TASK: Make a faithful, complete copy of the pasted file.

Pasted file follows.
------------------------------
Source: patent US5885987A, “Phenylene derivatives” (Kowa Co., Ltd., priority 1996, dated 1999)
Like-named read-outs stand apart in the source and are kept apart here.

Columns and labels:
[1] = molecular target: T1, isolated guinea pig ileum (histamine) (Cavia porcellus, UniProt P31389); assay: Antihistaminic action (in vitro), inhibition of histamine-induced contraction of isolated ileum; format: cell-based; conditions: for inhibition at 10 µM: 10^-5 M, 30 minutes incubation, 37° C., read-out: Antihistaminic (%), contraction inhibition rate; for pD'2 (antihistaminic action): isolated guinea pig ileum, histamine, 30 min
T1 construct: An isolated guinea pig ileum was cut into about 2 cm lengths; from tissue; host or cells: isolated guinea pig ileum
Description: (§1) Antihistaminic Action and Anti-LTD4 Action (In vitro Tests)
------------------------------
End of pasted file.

Source: patent US5885987A, “Phenylene derivatives” (Kowa Co., Ltd., priority 1996, dated 1999)
Like-named read-outs stand apart in the source and are kept apart here.

Columns and labels:
[1] = molecular target: T1, isolated guinea pig ileum (histamine) (Cavia porcellus, UniProt P31389); assay: Antihistaminic action (in vitro), inhibition of histamine-induced contraction of isolated ileum; format: cell-based; conditions: for inhibition at 10 µM: 10^-5 M, 30 minutes incubation, 37° C., read-out: Antihistaminic (%), contraction inhibition rate; for pD'2 (antihistaminic action): isolated guinea pig ileum, histamine, 30 min
T1 construct: An isolated guinea pig ileum was cut into about 2 cm lengths; from tissue; host or cells: isolated guinea pig ileum
Description: (§1) Antihistaminic Action and Anti-LTD4 Action (In vitro Tests)